There is 20 minutes' written or learning homework twice a week, together with bi-weekly spelling tests and 10 minutes' reading for each night. Each term, the boys are assessed in English and mathematics.
A typical week
Here is an example of a typical week 1 letter, written by Miss Lottie, the Year 1 coordinator, which appeared in our regular newsletter as a Year 1 update.
English – Consolidating knowledge of full stops and capital letters around the theme of traditional tales.
Mathematics – Working on the vocabulary 'more than, less than and equal to', encouraging the boys to work very dynamically with numbers up to and sometimes beyond 100.
Topic – We learned about the fate of Henry VIII's six wives.
RS – We looked at what the Garden of Eden was and discussed the significance of the Tree of Knowledge.
In Year 2, we build on concepts learned in Year 1 and allow the boys to explore different areas of the curriculum in greater depth, applying their skills to more challenging tasks.
English lessons are based on a range of texts that help the boys understand the many different aspects of writing. We teach comprehension, grammar and drama, and spelling is developed through phonics. One of our Year 2 boys wrote a tremendous story, which appeared in the Eaton House Schools magazine, The Column. This is the beginning of the story:
The Castle in the Sky
Up in the misty grey dull sky, hiding in the cloud was a magical castle with dirty crackled windows and the smell of rotting wood. The castle was guarded by a wizard with a long whiskery face like an old parsnip. One day, a boy called Penet was playing in the park with a bundle of colourful balloons when suddenly the wind blew him into the sky and he hit the castle gate with a heavy thud…
In mathematics, we are committed to ensuring that the boys have a high level of understanding of the key concepts and we use many visual and practical elements to help every type of learner within the classroom setting.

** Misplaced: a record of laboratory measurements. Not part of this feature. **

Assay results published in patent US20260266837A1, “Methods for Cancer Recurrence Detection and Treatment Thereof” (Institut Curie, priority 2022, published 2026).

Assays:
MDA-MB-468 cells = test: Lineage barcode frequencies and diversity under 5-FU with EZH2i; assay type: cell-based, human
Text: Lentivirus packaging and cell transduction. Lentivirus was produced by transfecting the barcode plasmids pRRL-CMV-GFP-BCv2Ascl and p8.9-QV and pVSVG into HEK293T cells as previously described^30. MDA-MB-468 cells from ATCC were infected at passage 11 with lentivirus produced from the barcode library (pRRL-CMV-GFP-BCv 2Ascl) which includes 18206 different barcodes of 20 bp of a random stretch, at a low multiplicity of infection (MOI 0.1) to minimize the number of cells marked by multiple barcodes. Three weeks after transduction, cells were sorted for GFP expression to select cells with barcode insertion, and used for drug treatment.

In science lessons, the boys learn about a varied range of topics including materials, animals (including humans), personal health, and helping plants grow well. Topic lessons are divided half-termly between geography and history.
Enriched learning is very important for us. To further explore our plants theme, Year 2 ended the year with a visit to the world-leading botanical gardens, Kew Gardens. They explored plants from 10 different climate zones including cacti, orchids, carnivorous plants and Titan arum, which produces one of the foulest odours in the plant kingdom! The boys also went to The Hive, an enormous multi-sensory experience, and learned all about the extraordinary life of bees.
Our design technology and art lessons may be based on some of these core subjects, deepening the boys' understanding. As well as these core subjects, boys have music, computing, PE and French with subject specialists.
Homework is given twice a week. Boys will also have reading to do and spellings and times tables to learn every night. We recommend that boys spend around 20 minutes on written homework and 10 minutes on reading every night.
All the boys are assessed every term in English and mathematics.
A typical week